怀念浓浓乡亲情—第39届交际股长曾英庭(火强)
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怀念浓浓乡亲情—第39届交际股长曾英庭(火强)

会馆理事若要买车,或者要了解车子的性能,总是会找交际股长曾英庭(原名火强)。也难怪,英庭从事日本车维修和营销36年,在维修部任职十多载,对汽车的里里外外以及汽车行业的运作了如指掌。

买车必知

选购车子,除了得注意车子的大小、性能、外观、维系保养和汽车附件之外,价格是其中一个重要因素。在经济不景的时候,平行入口车辆的价格,更是极具竞争力。不过,英庭说,要购买这类车子得小心,因为平行入口车辆的款式,往往和代理商所售卖的不同,包括一些售后服务。所以车主其实很难作比较。

所谓买车容易、养车难。作为汽车经销商,英庭当然希望顾客盈门。不过,作为同安会馆理事,他却认为有责任提醒乡亲,买车时人们容易忽略的盲点。一些人以为,碰到经济不景,周转不来,让贷款公司或银行拖车好了。其实,问题不是那么简单。英庭解释说:“如果车辆被迫拍卖,拍卖价比贷款额加上利息还来得低,贷款公司或银行是有权要求你偿还价差的,如果无法偿还,对方有权申请宣判你破产。”

和车攀亲 与人结缘

原籍马来西亚的英庭,21岁离开家乡马六甲后,南来新加坡工作。他的第一份工作便是在陈唱汽车公司打工。最初是在维修部工作,随后多次获派前往日本受训。80年代初,他升任维修部副经理。过后,升任营业部经理。1995年,他获得公司的汽车代理权,自立门户成为陈唱汽车的经销商。

除了和车辆结缘,英庭也喜欢结交朋友,而且是各行各业的朋友。相识满天下的性格,让他担任会馆交际股长的职务游刃有余。除了代表会馆出席本地大大小小的活动,英庭也不辞劳苦,经常驱车北上马来西亚,参加当地团体的联谊活动。

当然,喜欢挥杆的英庭,每周都会到樟宜高尔夫球俱乐部打球,更不会错过在果领上和新知旧雨碰面。

会馆文化熏陶

英庭会加入会馆,和儿时的会馆文化熏陶有关。三、四岁时,住在马六甲的英庭便随相当活跃于会馆活动的父亲,到当地会馆走动。会馆长辈对年幼的英庭,当然是呵护备至。浓浓的乡亲情谊,在英庭脑海里挥之不去。

待英庭来到新加坡后,在父亲的已故朋友、会馆前资深理事陈启锐的鼓励下,英庭开始和同安会馆有接触。不过,真正加入会馆,是在80年代中期,英庭在朋友,也是前任理事林成福的介绍下,成为会馆的一员。当时和英庭一起参加会馆的,大约有十人,包括了前任理事陈企业博士、现任福利股长陈皆成等人。

会馆的未来

对曾经浸淫在马六甲会馆浓郁乡情氛围中的英庭来说,狮城的会馆肯定给人另一番感觉。这里的生活节奏快,没有太多时间叙旧话新。更何况和南来新加坡的老一辈比较,现在的年轻人土生土长,不需要会馆照应,加上学历普遍比较高,有太多活动供他们选择,参与会馆活动可有可无,甚至是不在他们考虑范围内。

不过,会馆并不需要走进历史。英庭认为,会馆其实有本身的发展空间。只要勇于转型,会馆可以在协助新移民融入社会这方面、扮演重要角色。而为不同国家和地区的年轻人提供交流和经商的平台,也是会馆可以负起的任务。 

英庭认为,新加坡同安会馆在金融区拥有自己的会所,先天条件优越。只要理事同仁和会员能够以更包容的态度处理事务,抛开成见,同心发展会务,那么,就算是有不同的声音,也能编奏出悦耳的乐章。

Those were the Days

Need a car? Council members know who to contact first: he is our Head of Public Relations Mr William Chan Hay Kiong. Mr Chan has 36 years of experience in selling and maintaining cars. He knows everything about cars at the back of his hands.

What to consider before buying a car

Price is certainly a factor, as well as size, performance, appearance, maintenance and spare parts.

While parallel imports offer competitive pricing, Mr Chan cautions that buying parallel imports often means sacrificing after-sales service. Furthermore, parallel imports often do not offer the same models as authorized agents, making exact comparisons difficult. 

One should also not buy beyond their means. It may be easy to buy a car, but certainly not easy to keep up the payments. As a car dealer, Mr Chan certainly hopes to have more customers come through his door, however, he feels that he has the responsibility to caution his fellow clansmen not to over-commit their financial resources in buying a car. Some consumers believe that they can simply let the car go if they cannot keep up with the payments during bad times. However, it is not so simple. Mr Chan advises that “a forced auction of the car often fetches a lower price than the car loan plus interest, hence the car finance company can still seek payment of the balance, and if you cannot pay, then it may apply bankruptcy against you.”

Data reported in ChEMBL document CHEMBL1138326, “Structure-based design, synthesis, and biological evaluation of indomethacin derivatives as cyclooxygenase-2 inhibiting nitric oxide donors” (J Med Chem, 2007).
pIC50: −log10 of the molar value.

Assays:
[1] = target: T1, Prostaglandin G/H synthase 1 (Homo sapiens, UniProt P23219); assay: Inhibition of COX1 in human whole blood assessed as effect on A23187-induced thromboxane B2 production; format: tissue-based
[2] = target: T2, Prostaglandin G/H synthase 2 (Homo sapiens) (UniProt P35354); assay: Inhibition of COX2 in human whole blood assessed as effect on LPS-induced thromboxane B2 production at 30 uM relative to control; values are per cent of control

A Marriage to Cars and an Affinity for People

Mr Chan left his home twon in Malacca for Singapore when he was 21. His first job was at Tan Chong Motors. He was initially in the car repair and maintenance department, and then subsequently went for further training in Japan. He was promoted to be the deputy manager of the repair and maintenance department in the 1980s, and later became the head of the sales department. In 1995, Mr Chan became an authorized agent for Tan Chong Motors. His friendly and extroverted personality has won him many friends from all walks of life. It is certainly the main reason why he is the head of PR at TADG. Mr Chan has contributed tirelessly to local clan events and often travels to Malaysia for the clan’s social events there.

Mr Chan can also be spotted hitting the greens at Changi Golf Club, always in the company of old and new friends.

 The Influence of Clan Association Culture

Mr Chan joined the clan association as he was exposed early on to the clan association’s culture. His father used to bring him to the local branch of TADG for activities when he was 3 or 4 years old in Malacca, where he was well taken care of by clan elders. The friendliness he encountered there was to remain in his memories.

Upon arriving in Singapore, Mr Chan came into contact with TADG in Singapore through Mr Tan Kei Tua (Chen Qirui), an eminent TADG council member. However, it was only until in the mid-80s, that he became a member through the introduction of another TADG member Mr Lim Seng Hock (Lin Chenfu). There were about 10 other members who joined TADG around the time Mr Chan did, including TADG’s present counsultant Dr Tan Khee Giap (Chen Qiye) and TADG’s Welfare head Mr Tan Khai Seng (Chen Jiecheng).

The future of TADG

Mr Chan thinks that the Clan Association in Singapore has a different feel from the Malacca branch. Life in Singapore is fast-paced, which does not allow much time for nostalgic reminiscences. Furthermore, young people who are often higher-educated and do not need the Clan’s assistance (unlike immigrants of previous generations) have many options for social activities and clan activities often do not come into consideration.

However, Mr Chan believes that the clan association still has room to develop. It plays an important role in helping new immigrants adjust to local society and provides a platform for interaction amongst youths in different countries.

Mr Chan believes that TADG in Singapore is blessed with the advantage of having its own premises in the middle of the financial district. TADG can continue to be successful as long as council members continue to co-operate and work for the good of the association.